Change Is a Necessary Part of Leadership

2 min read By January 11, 2020October 22nd, 2020No Comments

Change is a necessary part of leadership … but never admit it.

Whether you are a church planter, entrepreneur, or leader of an existing church or organization, you eventually will be called to assess current strategies, methods, and cultures that will all but cry out for change. You will feel the pain of the status quo in a way few within your organization ever will. You will feel compelled to change something at some time, and then you will be tempted to make a major leadership mistake.

This temptation leaders often face is the desire to unapologetically sell the need for change; the insufficiency of the status quo; and the potential superiority of a new method, structure, or system. Do not fall into this trap.

I must confess, I wasted a few years of my leadership journey trying to talk people into change while changing very little. The result was church-wide frustration.

Those people who wanted change were frustrated by the slow pace of it. The people in my church who resisted change were frustrated by my frequent use of the word “change.” I knew my approach to change wasn’t working. I started looking at best practices and learned something very important.

I learned to effectively and relentlessly change everything that requires change as soon as possible, without ever calling it “change.”

Never publicly admit you are changing anything. Just change it.

Adopt new strategies, but never call them new. Make your organization better while never admitting publicly it was in need of improvement. When people notice change is occurring, downplay it. Act surprised. Tell them that very little is changing, and they have nothing to worry about. After all, that is the truth.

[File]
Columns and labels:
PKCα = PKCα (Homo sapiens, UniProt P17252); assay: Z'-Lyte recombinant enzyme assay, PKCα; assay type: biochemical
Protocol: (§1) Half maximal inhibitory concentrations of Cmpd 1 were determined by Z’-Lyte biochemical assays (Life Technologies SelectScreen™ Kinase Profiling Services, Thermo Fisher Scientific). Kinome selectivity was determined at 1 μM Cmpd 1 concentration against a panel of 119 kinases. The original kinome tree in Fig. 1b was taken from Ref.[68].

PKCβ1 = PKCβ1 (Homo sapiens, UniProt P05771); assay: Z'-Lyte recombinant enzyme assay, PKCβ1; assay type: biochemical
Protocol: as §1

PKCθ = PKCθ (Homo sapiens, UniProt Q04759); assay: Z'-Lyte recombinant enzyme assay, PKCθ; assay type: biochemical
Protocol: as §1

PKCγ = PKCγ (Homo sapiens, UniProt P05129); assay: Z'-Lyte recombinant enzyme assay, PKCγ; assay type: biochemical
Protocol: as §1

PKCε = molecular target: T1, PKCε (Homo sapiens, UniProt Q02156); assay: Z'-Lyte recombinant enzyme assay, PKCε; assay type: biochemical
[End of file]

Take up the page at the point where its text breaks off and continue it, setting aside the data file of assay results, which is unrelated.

Here is my point: Most people love progress. Many prefer subtle changes that lead to greater excellence. They often admire innovation. But people hate the idea of losing something they appreciate—something precious to them—in the grind of the change process.

Perhaps the most public example of change resistance happened in the summer of 1985 when Coca-Cola introduced the now infamous “New Coke.” Their new formula consistently won taste tests against the original formula. When blindfolded, virtually everyone loved the innovation better than the original. This new formula was measurably, objectively better. Still, New Coke failed … hugely!

The problem with this colossal failure called New Coke was not the formula but the branding. Coke announced it was suddenly depriving people of the original formula by branding the better formula as new. Even though it had won virtually all the blind taste tests, New Coke was rejected en masse. Coca-Cola pulled New Coke off the shelves and promptly returned Coke Classic to the world. This multi-billion-dollar disaster is widely known as one of the greatest corporate public relations failures in modern history.

Don’t become the New Coke of leadership. Welcome and facilitate needed changes. Move toward excellence and away from disfunction. Innovate, adapt, emulate, and adopt what works while discarding what does not. This is what effective leaders are called to do.

Leaders, never ever call change “change.”

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